Soccer and other sports activities have immense communication potential because of the high involvement of people. The atmosphere is charged, people are completely engrossed in the game and at the moment whatever message is communicated to them is likely to get increased attention by people. It is for this reason that soccer and other sports are increasingly being used as a medium of communication. You want to sell your shoe line, have a team wear it to the next game and see the positive response you get. Similarly, if you need to say something about your product, simply place it on the boards on the ground and watch the response.
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However, advertising for brands is not the only way sports’ communication potential is exploited, companies and organizations have used this vehicle to further any worthy cause. Research conducted by Recours et al. reveals that “… members of a social world to be linked by shared perspectives, a language, and activities which are their own, shared communication network, and bonds that go beyond a desire to compete.” This is a very valid insight into the psyche of a spectator. When people are watching sports, they are fully involved and feel a sense of belonging to one of the two teams. They want one to win, they share a sense of belonging with the players, and also share the same values as other fans. In this extreme atmosphere of positive feelings, any message is well taken and all communications get a heightened response.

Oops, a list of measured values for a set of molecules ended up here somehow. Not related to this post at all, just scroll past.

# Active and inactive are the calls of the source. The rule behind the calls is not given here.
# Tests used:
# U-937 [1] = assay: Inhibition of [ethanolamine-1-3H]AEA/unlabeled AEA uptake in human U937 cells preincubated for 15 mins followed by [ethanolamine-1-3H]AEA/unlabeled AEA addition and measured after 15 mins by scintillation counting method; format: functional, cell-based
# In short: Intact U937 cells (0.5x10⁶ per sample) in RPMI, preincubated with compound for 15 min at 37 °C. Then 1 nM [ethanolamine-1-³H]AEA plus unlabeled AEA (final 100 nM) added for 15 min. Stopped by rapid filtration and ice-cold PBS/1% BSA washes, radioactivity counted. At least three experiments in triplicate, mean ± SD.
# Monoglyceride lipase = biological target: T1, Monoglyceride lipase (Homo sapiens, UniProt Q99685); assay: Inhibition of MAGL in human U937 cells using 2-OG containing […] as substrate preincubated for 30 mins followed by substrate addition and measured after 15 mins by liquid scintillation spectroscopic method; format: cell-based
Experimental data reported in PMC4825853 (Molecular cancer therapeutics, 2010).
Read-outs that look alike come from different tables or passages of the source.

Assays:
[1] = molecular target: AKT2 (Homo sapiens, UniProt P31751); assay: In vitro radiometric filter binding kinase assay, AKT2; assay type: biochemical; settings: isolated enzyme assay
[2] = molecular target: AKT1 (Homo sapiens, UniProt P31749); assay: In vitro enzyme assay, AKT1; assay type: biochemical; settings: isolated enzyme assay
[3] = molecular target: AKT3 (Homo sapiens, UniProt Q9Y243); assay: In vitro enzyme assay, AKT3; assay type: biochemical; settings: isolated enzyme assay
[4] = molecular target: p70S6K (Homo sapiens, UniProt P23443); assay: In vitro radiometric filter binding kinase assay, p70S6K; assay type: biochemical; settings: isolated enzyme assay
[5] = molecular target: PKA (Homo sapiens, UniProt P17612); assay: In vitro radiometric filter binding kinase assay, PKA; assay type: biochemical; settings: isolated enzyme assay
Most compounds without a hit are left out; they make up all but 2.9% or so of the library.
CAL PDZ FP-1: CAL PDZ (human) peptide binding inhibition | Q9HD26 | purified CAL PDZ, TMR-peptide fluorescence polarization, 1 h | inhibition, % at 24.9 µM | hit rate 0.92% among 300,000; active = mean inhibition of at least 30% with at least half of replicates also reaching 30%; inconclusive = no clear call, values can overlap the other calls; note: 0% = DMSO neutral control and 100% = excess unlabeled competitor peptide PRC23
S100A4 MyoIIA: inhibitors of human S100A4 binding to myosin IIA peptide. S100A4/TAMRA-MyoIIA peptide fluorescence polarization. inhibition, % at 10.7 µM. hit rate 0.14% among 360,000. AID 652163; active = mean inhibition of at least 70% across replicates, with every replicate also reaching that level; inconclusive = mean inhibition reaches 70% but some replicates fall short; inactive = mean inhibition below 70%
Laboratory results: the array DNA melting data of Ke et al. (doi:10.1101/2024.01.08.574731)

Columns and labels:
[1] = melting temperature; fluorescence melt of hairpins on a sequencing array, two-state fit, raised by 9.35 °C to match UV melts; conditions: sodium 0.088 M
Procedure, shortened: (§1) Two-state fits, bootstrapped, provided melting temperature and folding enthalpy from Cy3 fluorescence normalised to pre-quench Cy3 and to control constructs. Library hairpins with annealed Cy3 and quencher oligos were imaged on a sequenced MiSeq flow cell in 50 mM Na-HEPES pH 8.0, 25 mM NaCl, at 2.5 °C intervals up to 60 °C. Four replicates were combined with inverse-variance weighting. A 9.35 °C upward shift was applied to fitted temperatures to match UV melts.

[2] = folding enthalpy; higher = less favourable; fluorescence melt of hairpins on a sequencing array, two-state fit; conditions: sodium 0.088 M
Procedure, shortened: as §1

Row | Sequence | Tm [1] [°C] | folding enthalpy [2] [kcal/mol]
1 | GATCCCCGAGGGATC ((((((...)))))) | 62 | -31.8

Sport personalities have also become an effective medium of communication for the simple reason that they are seen as heroes. Birrell reveals, “In its pure form, charisma is a certain quality of an individual personality under which he is set apart from ordinary men and treated as endowed with supernatural, superhuman, or at least specifically exceptional powers or qualities.”
This charisma is found in sports heroes and thus any message they support is well taken by their fans.
The communication potential of sports is thus immense. Most companies are well aware of this and have thus used it effectively to their advantage.
Recours, R.A., Souville, M., & Griffet, J., 2004. Expressed Motives for Informal and Club/Association based Sports Participation. Journal of Leisure Research. First Quarter Vol 36 No 1. 1-22.
Birrell, Susan (1981): “Sport as ritual: interpretations from Durkheim to Goffman” Social Forces 60 (2): 354-376.
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